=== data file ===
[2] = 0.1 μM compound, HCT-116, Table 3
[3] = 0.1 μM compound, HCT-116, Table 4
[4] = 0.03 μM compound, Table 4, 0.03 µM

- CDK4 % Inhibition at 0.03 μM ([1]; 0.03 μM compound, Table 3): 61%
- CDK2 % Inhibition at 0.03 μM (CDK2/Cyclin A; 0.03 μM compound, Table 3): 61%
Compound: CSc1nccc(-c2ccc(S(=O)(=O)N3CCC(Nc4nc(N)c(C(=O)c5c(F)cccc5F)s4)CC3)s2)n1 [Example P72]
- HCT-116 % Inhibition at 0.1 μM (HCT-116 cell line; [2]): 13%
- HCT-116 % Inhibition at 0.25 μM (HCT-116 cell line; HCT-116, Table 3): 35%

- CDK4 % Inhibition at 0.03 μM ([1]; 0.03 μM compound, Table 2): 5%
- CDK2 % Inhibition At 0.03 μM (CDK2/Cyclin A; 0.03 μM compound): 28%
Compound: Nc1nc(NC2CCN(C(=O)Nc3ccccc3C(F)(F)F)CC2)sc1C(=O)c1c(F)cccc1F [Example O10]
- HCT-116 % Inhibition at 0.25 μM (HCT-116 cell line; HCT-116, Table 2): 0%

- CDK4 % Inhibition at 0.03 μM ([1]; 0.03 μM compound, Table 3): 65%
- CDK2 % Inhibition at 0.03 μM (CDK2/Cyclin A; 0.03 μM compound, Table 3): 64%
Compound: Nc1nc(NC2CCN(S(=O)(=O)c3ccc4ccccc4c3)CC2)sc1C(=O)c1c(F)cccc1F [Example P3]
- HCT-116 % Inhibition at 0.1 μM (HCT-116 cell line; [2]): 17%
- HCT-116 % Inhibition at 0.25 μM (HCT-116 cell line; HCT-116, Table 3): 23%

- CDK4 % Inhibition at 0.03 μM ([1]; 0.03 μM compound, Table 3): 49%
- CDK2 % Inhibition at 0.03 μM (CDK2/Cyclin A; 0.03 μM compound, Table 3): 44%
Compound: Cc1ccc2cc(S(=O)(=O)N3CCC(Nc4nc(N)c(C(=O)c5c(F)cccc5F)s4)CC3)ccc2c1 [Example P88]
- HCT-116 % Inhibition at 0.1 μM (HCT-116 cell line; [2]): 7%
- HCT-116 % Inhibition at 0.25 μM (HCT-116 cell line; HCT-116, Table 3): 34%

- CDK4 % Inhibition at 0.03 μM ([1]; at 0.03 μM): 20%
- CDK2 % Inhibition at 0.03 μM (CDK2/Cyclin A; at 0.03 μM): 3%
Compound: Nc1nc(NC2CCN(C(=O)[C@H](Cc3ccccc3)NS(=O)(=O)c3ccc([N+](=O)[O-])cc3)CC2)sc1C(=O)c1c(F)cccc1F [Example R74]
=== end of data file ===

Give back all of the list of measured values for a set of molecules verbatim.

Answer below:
[2] = 0.1 μM compound, HCT-116, Table 3
[3] = 0.1 μM compound, HCT-116, Table 4
[4] = 0.03 μM compound, Table 4, 0.03 µM

- CDK4 % Inhibition at 0.03 μM ([1]; 0.03 μM compound, Table 3): 61%
- CDK2 % Inhibition at 0.03 μM (CDK2/Cyclin A; 0.03 μM compound, Table 3): 61%
Compound: CSc1nccc(-c2ccc(S(=O)(=O)N3CCC(Nc4nc(N)c(C(=O)c5c(F)cccc5F)s4)CC3)s2)n1 [Example P72]
- HCT-116 % Inhibition at 0.1 μM (HCT-116 cell line; [2]): 13%
- HCT-116 % Inhibition at 0.25 μM (HCT-116 cell line; HCT-116, Table 3): 35%

- CDK4 % Inhibition at 0.03 μM ([1]; 0.03 μM compound, Table 2): 5%
- CDK2 % Inhibition At 0.03 μM (CDK2/Cyclin A; 0.03 μM compound): 28%
Compound: Nc1nc(NC2CCN(C(=O)Nc3ccccc3C(F)(F)F)CC2)sc1C(=O)c1c(F)cccc1F [Example O10]
- HCT-116 % Inhibition at 0.25 μM (HCT-116 cell line; HCT-116, Table 2): 0%

- CDK4 % Inhibition at 0.03 μM ([1]; 0.03 μM compound, Table 3): 65%
- CDK2 % Inhibition at 0.03 μM (CDK2/Cyclin A; 0.03 μM compound, Table 3): 64%
Compound: Nc1nc(NC2CCN(S(=O)(=O)c3ccc4ccccc4c3)CC2)sc1C(=O)c1c(F)cccc1F [Example P3]
- HCT-116 % Inhibition at 0.1 μM (HCT-116 cell line; [2]): 17%
- HCT-116 % Inhibition at 0.25 μM (HCT-116 cell line; HCT-116, Table 3): 23%

- CDK4 % Inhibition at 0.03 μM ([1]; 0.03 μM compound, Table 3): 49%
- CDK2 % Inhibition at 0.03 μM (CDK2/Cyclin A; 0.03 μM compound, Table 3): 44%
Compound: Cc1ccc2cc(S(=O)(=O)N3CCC(Nc4nc(N)c(C(=O)c5c(F)cccc5F)s4)CC3)ccc2c1 [Example P88]
- HCT-116 % Inhibition at 0.1 μM (HCT-116 cell line; [2]): 7%
- HCT-116 % Inhibition at 0.25 μM (HCT-116 cell line; HCT-116, Table 3): 34%

- CDK4 % Inhibition at 0.03 μM ([1]; at 0.03 μM): 20%
- CDK2 % Inhibition at 0.03 μM (CDK2/Cyclin A; at 0.03 μM): 3%
Compound: Nc1nc(NC2CCN(C(=O)[C@H](Cc3ccccc3)NS(=O)(=O)c3ccc([N+](=O)[O-])cc3)CC2)sc1C(=O)c1c(F)cccc1F [Example R74]